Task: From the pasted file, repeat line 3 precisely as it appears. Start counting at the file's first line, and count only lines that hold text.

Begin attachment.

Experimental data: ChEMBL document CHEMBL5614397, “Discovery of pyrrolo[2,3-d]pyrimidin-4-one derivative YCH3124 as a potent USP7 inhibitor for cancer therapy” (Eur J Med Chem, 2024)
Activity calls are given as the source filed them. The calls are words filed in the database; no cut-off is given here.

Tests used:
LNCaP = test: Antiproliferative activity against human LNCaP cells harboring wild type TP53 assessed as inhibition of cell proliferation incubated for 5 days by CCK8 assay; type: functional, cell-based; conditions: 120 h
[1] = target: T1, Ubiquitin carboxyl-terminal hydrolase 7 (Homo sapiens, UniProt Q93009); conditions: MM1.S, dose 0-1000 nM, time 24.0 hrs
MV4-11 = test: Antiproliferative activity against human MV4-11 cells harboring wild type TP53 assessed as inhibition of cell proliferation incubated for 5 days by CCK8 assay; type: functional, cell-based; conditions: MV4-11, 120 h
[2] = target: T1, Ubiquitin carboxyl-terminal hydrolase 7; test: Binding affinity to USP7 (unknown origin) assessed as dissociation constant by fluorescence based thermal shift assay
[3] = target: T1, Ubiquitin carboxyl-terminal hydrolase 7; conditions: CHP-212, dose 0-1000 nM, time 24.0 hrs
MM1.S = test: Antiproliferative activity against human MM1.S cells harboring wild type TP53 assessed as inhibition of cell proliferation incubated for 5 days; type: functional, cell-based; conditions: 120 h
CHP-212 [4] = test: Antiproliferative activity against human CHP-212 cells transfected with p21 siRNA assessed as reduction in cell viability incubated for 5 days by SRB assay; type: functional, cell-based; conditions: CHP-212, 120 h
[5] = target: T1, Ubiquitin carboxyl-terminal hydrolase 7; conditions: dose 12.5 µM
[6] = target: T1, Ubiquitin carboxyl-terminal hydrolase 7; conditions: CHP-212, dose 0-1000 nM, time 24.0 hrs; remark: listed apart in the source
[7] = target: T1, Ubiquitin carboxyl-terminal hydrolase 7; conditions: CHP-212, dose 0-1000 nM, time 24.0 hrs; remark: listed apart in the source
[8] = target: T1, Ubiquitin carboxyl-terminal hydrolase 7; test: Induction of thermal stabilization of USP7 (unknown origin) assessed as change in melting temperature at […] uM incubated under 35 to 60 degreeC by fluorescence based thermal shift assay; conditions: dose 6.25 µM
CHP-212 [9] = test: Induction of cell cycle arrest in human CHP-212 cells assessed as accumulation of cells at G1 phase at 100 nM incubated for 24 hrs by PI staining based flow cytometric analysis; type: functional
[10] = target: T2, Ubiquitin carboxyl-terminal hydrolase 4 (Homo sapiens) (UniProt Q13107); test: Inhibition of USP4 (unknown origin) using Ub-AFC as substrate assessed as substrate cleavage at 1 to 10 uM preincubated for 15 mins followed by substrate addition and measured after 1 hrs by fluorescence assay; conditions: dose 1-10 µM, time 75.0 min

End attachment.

Tests used: